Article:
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Predicting 30-Day Readmissions With Preadmission Electronic Health Record Data

Shadmi, Efrat PhD*,†; Flaks-Manov, Natalie MPH; Hoshen, Moshe PhD; Goldman, Orit PhD; Bitterman, Haim MD†,‡; Balicer, Ran D. MD, PhD†,§

doi: 10.1097/MLR.0000000000000315
Original Articles

Background: Readmission prevention should begin as early as possible during the index admission. Early identification may help target patients for within-hospital readmission prevention interventions.

Objectives: To develop and validate a 30-day readmission prediction model using data from electronic health records available before the index admission.

Research Design: Retrospective cohort study of admissions between January 1 and March 31, 2010.

Subjects: Adult enrollees of Clalit Health Services, an integrated delivery system, admitted to an internal medicine ward in any hospital in Israel.

Measures: All-cause 30-day emergency readmissions. A prediction score based on before admission electronic health record and administrative data (the Preadmission Readmission Detection Model—PREADM) was developed using a preprocessing variable selection step with decision trees and neural network algorithms. Admissions with a recent prior hospitalization were excluded and automatically flagged as “high-risk.” Selected variables were entered into multivariable logistic regression, with a derivation (two-thirds) and a validation cohort (one-third).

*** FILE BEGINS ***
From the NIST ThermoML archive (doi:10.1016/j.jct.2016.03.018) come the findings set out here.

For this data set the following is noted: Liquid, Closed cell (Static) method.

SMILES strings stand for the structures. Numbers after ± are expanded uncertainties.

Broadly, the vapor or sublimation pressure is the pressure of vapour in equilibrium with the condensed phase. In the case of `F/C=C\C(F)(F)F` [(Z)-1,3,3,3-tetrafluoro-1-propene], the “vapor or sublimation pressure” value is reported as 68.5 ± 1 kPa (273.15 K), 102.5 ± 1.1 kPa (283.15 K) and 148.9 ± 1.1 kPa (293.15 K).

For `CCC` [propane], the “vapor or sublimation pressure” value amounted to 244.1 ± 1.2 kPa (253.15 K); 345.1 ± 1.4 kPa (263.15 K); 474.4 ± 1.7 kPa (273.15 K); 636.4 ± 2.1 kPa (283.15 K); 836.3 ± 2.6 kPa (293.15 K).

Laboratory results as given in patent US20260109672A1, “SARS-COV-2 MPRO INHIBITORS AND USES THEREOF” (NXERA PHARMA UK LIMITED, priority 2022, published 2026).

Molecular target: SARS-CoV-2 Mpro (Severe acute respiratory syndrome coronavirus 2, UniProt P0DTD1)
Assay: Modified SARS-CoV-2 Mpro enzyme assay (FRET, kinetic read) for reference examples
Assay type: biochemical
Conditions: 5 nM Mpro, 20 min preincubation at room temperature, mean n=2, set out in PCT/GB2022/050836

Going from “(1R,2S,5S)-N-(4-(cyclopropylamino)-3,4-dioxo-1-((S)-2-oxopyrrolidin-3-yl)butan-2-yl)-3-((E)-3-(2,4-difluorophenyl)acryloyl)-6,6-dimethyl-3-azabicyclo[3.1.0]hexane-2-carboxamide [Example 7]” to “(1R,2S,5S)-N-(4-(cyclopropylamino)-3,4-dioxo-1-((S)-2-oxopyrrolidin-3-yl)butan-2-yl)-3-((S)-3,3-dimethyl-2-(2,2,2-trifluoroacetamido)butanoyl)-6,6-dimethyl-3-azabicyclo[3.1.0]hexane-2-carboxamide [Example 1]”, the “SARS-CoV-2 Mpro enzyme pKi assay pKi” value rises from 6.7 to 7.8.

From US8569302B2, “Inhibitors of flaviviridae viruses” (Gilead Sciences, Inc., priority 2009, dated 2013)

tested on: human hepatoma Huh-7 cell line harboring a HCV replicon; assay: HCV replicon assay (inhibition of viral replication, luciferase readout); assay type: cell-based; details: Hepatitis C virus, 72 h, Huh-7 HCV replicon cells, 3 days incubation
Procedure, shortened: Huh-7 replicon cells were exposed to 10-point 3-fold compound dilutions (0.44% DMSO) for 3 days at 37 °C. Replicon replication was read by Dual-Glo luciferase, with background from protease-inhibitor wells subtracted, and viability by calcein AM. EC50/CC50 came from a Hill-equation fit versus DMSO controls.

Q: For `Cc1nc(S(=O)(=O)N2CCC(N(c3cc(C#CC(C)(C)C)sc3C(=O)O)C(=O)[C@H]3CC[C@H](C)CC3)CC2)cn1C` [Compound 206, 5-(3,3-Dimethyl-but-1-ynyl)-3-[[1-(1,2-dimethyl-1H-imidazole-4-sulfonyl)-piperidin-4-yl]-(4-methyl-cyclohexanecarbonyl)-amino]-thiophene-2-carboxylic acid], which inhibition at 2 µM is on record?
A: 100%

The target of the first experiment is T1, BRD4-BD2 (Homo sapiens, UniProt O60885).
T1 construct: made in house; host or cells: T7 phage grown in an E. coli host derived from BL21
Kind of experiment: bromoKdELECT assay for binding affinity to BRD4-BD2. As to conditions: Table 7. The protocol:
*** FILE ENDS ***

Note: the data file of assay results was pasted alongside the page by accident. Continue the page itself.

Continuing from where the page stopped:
Results: The derivation dataset comprised 17,334 admissions, of which 2913 (16.8%) resulted in a 30-day readmission. The PREADM includes 11 variables: chronic conditions, prior health services use, body mass index, and geographical location. The c-statistic was 0.70 in the derivation set and of 0.69 in the validation set. Adding length of stay did not change the discriminatory power of the model.

Conclusions: The PREADM is designed for use by health plans for early high-risk case identification, presenting discriminatory power better than or similar to that of previously reported models, most of which include data available only upon discharge.

*Faculty of Social Welfare and Health Sciences, University of Haifa, Mount Carmel

Clalit Research Institute, Chief Physician’s Office, Clalit Health Services, Tel Aviv

Faculty of Medicine, Technion Institute of Technology, Haifa

§Epidemiology Department, Faculty of Health Sciences, Ben-Gurion University, Beer-Sheva, Israel

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A portion of the study’s findings were presented at the Annual Research Meeting of Academy Health; Baltimore, MD; June 23, 2013.

The study was supported in part by a grant from the Israel National Institute for Health Policy Research (NIHP) (10/127).

The authors declare no conflict of interest.

Reprints: Efrat Shadmi, PhD, Faculty of Social Welfare and Health Sciences, University of Haifa, Eshkol Tower Room 2104, Haifa 31905, Israel. E-mail: eshadmi@univ.haifa.ac.il.

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